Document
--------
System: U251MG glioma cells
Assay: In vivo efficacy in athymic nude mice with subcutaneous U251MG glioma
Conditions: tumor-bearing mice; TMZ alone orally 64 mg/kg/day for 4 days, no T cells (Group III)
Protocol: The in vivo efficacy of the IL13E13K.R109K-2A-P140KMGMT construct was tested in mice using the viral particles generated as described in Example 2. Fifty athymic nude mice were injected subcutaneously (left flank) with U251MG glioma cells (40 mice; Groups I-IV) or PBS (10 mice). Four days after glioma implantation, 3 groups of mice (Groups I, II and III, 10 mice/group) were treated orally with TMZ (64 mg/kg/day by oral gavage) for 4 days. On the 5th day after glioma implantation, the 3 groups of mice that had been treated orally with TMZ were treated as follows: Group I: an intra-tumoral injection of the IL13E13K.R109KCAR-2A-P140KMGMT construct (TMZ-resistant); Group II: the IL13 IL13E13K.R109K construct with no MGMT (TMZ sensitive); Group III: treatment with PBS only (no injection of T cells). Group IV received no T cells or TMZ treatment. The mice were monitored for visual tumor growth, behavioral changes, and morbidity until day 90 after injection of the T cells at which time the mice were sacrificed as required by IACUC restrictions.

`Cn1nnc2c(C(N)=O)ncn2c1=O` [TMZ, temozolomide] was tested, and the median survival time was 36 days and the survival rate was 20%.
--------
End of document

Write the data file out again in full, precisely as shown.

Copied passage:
System: U251MG glioma cells
Assay: In vivo efficacy in athymic nude mice with subcutaneous U251MG glioma
Conditions: tumor-bearing mice; TMZ alone orally 64 mg/kg/day for 4 days, no T cells (Group III)
Protocol: The in vivo efficacy of the IL13E13K.R109K-2A-P140KMGMT construct was tested in mice using the viral particles generated as described in Example 2. Fifty athymic nude mice were injected subcutaneously (left flank) with U251MG glioma cells (40 mice; Groups I-IV) or PBS (10 mice). Four days after glioma implantation, 3 groups of mice (Groups I, II and III, 10 mice/group) were treated orally with TMZ (64 mg/kg/day by oral gavage) for 4 days. On the 5th day after glioma implantation, the 3 groups of mice that had been treated orally with TMZ were treated as follows: Group I: an intra-tumoral injection of the IL13E13K.R109KCAR-2A-P140KMGMT construct (TMZ-resistant); Group II: the IL13 IL13E13K.R109K construct with no MGMT (TMZ sensitive); Group III: treatment with PBS only (no injection of T cells). Group IV received no T cells or TMZ treatment. The mice were monitored for visual tumor growth, behavioral changes, and morbidity until day 90 after injection of the T cells at which time the mice were sacrificed as required by IACUC restrictions.

`Cn1nnc2c(C(N)=O)ncn2c1=O` [TMZ, temozolomide] was tested, and the median survival time was 36 days and the survival rate was 20%.